4 Tips for Staying Productive When Winter Blues is Coming For You

Born and raised in the Pacific Northwest, I’m pretty accustomed to a low-hanging cloud and a misty sky. I know that, come late September and through to mid-March, darkness is going to greet me for my morning commute and meet me in the parking lot after work, every day. During this time of year when it looks like midnight at 4pm, lots of us need a little extra motivation to keep moving and shaking like we did during sunnier times. Otherwise, we risk a sharp decline in our productivity, which is likely not a risk we can afford. I’ll be honest, I don’t have this mastered yet myself. But there are a few tactics I count on to help me through the winter blues.


I like to use the phrase conscious consumption rather than healthy or clean eating. To me, conscious consumption means being thoughtful about how you nourish yourself every day, which manifests not only through the food you eat, but also through the content you consume, the music you listen to, and even the conversations in which you participate.

It’s an important time of year to take control over what sorts of things, both material and ideological, you allow into your body and space. It’s far too easy to start depending on various substances, from caffeine to comfort food, to help you navigate the changes in your mood. Conscious consumption helps to combat that. Not only does eating a more nutritious diet support your energy levels and ability to focus, but taking a holistic approach to your wellness is a great weapon against the hopelessness, lethargy, or lack of control we often feel as a result of darker days.


Sometimes we punish ourselves or experience increased anxiety over the fact that we’re struggling to stay motivated. Rather than setting unrealistic expectations about our performance and attitude during this time of year, try blocking out calendar days specifically for resting. And I mean really resting; don’t make plans with friends, don’t work from home or run errands. Allot time to binge-watch a show or stare at the ceiling, even. I know from experience that trying to push myself beyond reasonable limits ultimately causes me to break down, shut down, or both. Be preventative and #ChillOnPurpose.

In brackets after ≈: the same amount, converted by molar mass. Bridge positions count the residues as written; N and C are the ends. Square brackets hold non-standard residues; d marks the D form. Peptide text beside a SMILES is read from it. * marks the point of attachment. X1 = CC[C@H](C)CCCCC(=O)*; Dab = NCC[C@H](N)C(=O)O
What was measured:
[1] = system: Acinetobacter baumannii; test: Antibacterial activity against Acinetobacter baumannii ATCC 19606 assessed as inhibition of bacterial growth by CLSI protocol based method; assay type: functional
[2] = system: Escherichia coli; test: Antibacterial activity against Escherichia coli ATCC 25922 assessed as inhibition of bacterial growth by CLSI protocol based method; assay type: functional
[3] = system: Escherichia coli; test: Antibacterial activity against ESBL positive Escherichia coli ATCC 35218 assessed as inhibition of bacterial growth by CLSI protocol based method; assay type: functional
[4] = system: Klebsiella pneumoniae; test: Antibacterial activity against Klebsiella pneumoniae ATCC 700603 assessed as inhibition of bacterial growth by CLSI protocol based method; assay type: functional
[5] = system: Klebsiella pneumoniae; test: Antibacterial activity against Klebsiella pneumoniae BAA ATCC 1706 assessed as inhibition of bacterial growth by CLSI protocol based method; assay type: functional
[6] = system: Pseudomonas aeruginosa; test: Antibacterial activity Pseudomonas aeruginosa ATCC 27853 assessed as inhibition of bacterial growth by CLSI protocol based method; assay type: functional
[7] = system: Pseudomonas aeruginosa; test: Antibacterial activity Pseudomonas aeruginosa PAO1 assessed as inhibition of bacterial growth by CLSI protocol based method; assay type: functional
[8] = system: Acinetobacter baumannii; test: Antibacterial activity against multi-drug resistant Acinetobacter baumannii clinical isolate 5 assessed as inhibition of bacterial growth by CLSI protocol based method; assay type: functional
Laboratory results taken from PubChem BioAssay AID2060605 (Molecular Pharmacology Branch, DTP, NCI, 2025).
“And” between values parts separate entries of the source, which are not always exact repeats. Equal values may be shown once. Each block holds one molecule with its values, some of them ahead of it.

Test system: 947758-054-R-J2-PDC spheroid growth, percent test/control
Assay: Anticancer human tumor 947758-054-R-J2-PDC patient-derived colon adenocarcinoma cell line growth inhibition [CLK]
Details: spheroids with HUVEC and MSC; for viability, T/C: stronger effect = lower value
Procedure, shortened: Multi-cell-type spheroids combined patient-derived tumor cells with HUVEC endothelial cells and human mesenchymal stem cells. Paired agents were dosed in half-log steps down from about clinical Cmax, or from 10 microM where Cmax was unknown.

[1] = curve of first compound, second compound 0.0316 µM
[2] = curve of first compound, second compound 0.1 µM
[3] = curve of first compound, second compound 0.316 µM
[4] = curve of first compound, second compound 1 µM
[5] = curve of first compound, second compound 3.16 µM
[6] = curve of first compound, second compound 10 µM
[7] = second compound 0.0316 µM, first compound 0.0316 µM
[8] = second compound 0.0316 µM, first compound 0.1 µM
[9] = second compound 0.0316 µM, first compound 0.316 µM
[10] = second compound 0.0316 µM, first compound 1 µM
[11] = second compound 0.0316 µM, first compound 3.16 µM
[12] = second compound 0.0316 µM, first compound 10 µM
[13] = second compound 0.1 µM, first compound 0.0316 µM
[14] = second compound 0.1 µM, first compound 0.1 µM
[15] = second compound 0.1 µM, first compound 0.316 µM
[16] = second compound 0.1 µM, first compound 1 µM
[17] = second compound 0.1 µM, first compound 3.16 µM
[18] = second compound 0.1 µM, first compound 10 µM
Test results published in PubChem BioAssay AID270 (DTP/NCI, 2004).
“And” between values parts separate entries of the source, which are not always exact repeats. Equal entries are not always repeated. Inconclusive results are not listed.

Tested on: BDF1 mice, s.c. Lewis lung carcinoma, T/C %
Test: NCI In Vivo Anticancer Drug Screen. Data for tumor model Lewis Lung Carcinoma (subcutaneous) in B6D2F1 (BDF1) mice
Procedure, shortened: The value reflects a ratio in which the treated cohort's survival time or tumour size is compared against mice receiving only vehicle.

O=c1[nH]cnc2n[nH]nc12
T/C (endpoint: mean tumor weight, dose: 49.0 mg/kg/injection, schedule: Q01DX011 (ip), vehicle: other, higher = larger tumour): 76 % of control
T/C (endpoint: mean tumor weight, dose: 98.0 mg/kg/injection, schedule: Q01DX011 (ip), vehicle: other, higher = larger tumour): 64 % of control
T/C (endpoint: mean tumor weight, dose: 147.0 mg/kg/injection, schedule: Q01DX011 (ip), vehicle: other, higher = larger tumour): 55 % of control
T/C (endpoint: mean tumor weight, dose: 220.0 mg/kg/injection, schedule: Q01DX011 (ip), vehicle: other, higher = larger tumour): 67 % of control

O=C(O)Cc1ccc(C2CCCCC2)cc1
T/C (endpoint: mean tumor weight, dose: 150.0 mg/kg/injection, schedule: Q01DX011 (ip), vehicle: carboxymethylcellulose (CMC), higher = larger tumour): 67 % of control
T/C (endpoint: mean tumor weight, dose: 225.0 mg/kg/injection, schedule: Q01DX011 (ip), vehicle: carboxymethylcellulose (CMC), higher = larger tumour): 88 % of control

This might seem counterintuitive. Why would you make more to-do lists when you barely feel like doing anything as it is? I’ll explain. During the spring and summer, I tackle household chores and errands with ease. I even enjoy them when the sun is shining through the patio door on a Sunday and I can get up bright and early, turn on Pandora, and get the whole house smelling like a scented candle. All that comes to a screeching halt in the winter. It could just be me, but I don’t like cleaning and folding laundry and stuff at night. I know myself well enough to know that, if I don’t have a task list when I get home in the evening, I’m going to sprawl out on the couch and think nothing of it. So instead, I’ve started making SHORT task lists 4 days out of the week to help organize my tasks and reduce the overwhelm around chores. And it actually works! Telling myself that I can lay down as soon as I fold clothes, wash a load of dishes and prep my lunch and dinner for tomorrow keeps small tasks from piling up for the weekend. And that means my weekends stay free for #2: REST!


Many people legitimately suffer from conditions like Seasonal Affective Disorder, and it’s easy to write off symptoms as something that will pass with time. But if you tend to isolate yourself during this season and your experience is posing a serious threat to your responsibilities or self-care, it might really do you some good to call up your therapist and get an appointment on the couch. It’s ok if you can’t quite articulate “what’s wrong” with you. What’s important is that you recruit help when you need it to get through each day until that fresh, organic source of vitamin D returns to the sky.

The common thread for all the tactics that help me navigate the winter blues is being more deliberate than usual about taking care of myself and adapting my work style to accommodate my mood changes. It requires a thoughtful balance between being patient with myself and staying accountable. But mostly, it means taking stock of all the small things that typically put me at ease - such as having a clean environment, cooking for myself, and listening to a softer genre of music - and putting extra effort into incorporating those habits into my daily routine. You totally have what it takes to push through. It’s just a matter of being disciplined about your wellness.

What helps you stay productive in the winter? Drop a comment below and let’s help each other out!

- XO, Bri